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Picture this situation:
Two people have a disagreement. One party makes her opinions public on the Internet, the other decides to keep things private. It leads to a petition, requests for official mediation and, for the aforementioned party at least, a lawyer.
Said lawyer makes the request for mediation, that her client has sent to the other party, public on her blog, just like said party has previously done with her reactions to the disagreement.
News media pick it up, a logical result.
I wonder if anyone else thinks this goes beyond considered measures to try and find a solution for the disagreement…
It’s a very dirty game that’s going on.
[For some readers the identity of the parties won't be a mystery, but I think the identities do not matter. It's about the case, not the people.]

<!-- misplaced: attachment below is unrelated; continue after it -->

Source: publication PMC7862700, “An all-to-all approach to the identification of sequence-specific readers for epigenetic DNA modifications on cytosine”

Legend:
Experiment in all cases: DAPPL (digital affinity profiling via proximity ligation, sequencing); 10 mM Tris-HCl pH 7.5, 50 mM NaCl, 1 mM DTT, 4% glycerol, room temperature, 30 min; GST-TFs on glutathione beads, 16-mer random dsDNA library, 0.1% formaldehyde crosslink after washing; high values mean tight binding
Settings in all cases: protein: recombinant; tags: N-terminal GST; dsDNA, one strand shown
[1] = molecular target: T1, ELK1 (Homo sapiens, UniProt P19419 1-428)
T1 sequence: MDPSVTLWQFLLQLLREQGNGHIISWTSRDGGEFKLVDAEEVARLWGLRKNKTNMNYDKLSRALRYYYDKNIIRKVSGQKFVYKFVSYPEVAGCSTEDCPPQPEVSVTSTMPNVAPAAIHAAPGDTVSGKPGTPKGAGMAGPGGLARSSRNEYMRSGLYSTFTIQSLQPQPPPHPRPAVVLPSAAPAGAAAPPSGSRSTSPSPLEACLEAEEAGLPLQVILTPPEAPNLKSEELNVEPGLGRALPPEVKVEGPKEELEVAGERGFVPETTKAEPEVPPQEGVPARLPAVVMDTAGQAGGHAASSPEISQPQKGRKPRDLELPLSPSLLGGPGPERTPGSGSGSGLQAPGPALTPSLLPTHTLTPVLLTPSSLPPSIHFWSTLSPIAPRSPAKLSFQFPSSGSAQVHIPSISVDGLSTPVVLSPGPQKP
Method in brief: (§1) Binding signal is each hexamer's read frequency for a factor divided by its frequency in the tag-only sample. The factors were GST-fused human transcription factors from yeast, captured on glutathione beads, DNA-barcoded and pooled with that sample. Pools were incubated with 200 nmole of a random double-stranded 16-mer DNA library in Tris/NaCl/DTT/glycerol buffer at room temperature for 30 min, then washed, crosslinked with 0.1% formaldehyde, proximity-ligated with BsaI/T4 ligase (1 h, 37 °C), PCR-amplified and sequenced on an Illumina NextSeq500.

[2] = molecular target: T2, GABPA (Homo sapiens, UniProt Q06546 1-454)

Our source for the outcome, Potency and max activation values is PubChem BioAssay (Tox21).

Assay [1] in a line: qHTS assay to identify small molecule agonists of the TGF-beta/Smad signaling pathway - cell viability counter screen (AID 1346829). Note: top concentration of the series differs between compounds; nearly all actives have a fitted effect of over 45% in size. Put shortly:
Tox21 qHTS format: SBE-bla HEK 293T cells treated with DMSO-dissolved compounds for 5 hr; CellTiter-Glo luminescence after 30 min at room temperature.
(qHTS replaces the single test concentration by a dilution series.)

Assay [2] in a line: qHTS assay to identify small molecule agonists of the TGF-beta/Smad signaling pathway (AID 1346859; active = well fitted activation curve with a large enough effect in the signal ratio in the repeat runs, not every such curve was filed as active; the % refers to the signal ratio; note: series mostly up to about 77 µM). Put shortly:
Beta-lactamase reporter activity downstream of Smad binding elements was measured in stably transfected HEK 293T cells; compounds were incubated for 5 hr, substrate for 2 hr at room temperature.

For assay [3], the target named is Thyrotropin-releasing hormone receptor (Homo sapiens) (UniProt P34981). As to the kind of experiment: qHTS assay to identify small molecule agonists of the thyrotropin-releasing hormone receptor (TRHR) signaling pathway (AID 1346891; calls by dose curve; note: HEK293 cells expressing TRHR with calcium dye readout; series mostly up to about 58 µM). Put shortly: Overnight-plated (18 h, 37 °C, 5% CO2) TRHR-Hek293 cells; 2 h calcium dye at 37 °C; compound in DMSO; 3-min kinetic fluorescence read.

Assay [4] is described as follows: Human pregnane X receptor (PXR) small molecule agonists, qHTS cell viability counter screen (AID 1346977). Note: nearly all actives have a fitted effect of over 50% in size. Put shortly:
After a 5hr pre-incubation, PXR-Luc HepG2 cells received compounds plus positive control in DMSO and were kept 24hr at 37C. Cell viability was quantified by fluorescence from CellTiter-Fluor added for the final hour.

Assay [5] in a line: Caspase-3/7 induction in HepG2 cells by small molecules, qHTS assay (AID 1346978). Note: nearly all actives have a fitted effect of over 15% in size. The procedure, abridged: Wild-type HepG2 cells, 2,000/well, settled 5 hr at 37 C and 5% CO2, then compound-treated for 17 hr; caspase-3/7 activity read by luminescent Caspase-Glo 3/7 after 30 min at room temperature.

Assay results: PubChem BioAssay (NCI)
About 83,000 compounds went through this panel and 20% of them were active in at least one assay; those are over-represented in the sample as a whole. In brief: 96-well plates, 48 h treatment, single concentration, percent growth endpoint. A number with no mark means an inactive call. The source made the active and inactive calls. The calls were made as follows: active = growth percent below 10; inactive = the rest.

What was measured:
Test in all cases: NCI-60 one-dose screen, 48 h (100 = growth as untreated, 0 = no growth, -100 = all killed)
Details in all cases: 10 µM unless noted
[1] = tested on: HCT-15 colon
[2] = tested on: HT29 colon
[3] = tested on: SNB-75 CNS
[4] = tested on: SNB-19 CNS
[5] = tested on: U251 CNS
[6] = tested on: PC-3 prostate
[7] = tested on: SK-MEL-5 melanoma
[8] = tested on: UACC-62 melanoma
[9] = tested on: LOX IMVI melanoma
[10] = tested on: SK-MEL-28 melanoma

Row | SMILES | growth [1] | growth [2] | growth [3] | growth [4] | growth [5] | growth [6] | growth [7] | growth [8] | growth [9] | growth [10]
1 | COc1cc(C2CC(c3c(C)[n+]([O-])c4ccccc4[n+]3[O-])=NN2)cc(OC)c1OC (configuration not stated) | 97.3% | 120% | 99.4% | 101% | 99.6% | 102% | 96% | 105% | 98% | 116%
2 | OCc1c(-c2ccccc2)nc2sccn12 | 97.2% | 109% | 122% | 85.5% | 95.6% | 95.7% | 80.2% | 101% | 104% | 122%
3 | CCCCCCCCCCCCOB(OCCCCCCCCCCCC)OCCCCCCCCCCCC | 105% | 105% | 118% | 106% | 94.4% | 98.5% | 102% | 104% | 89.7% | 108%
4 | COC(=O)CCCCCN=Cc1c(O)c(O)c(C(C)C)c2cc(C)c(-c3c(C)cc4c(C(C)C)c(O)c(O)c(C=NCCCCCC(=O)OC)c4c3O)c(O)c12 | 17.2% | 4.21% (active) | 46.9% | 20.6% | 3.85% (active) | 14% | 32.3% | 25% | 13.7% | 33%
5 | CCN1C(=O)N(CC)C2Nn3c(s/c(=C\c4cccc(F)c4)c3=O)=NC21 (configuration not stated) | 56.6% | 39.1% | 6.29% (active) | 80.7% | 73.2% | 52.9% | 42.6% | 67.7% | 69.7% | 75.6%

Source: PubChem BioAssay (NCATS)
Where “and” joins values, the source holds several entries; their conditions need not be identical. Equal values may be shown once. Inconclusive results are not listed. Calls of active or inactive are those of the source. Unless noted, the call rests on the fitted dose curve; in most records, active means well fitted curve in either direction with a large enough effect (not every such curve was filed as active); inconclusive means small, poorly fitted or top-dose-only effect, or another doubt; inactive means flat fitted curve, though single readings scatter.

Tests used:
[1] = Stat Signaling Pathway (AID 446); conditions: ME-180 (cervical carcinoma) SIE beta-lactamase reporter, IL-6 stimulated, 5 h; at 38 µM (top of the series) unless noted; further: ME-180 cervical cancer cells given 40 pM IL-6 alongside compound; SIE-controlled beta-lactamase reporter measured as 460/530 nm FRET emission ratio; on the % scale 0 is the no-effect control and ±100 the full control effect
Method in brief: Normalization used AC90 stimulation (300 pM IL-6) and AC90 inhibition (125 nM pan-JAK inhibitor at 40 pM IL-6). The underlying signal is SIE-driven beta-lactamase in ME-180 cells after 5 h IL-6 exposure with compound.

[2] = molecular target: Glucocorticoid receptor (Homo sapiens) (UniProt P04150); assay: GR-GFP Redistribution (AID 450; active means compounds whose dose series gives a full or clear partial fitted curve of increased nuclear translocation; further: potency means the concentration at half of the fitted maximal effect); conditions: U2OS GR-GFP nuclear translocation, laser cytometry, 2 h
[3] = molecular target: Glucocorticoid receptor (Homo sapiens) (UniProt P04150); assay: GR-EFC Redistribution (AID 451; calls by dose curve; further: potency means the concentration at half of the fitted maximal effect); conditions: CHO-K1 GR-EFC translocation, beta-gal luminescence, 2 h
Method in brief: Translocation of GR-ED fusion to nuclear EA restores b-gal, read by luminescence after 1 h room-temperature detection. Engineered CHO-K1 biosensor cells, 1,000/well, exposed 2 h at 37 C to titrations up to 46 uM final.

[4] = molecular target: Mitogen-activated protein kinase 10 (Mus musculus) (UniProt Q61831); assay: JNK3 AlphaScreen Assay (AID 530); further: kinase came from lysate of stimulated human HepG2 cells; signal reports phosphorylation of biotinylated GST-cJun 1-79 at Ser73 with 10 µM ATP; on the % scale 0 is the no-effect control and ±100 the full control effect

The front of the cathedral, snowblasted during the night.
The combination of snow, wind and freezing temperatures made being outside a chore this morning. The attendance at Mass was subsequently lower than usual and the walk towards the cathedral something like an obstacle course. Still, it was very much doable, although I wouldn’t want to have been outside the city, where motorways saw moving snowdunes and stalled cars. Decidedly un-Dutch circumstances.
NASA’s Terra sattellite shows that december really was colder in the northern hemisphere than usual, compared to the average temperatures between 2000 and 2008. The culprit is apparently something called the Arctic Oscillation. That has to do with the pressure difference between the mid-latitudes (temperate areas such as southern Canada and central Europe) and the Arctic which is smaller than usual, allowing cold air to creep southward and warmer air north.
The image also counters the thoughtless suggestion that one cold winter proves that there is no global climate change: the Greenland ice cap is quite a lot warmer than normal. Fun things may ensue if that melts.
NASA Earth Observatory image by Kevin Ward, based on data provided by the NASA Earth Observations (NEO) Project.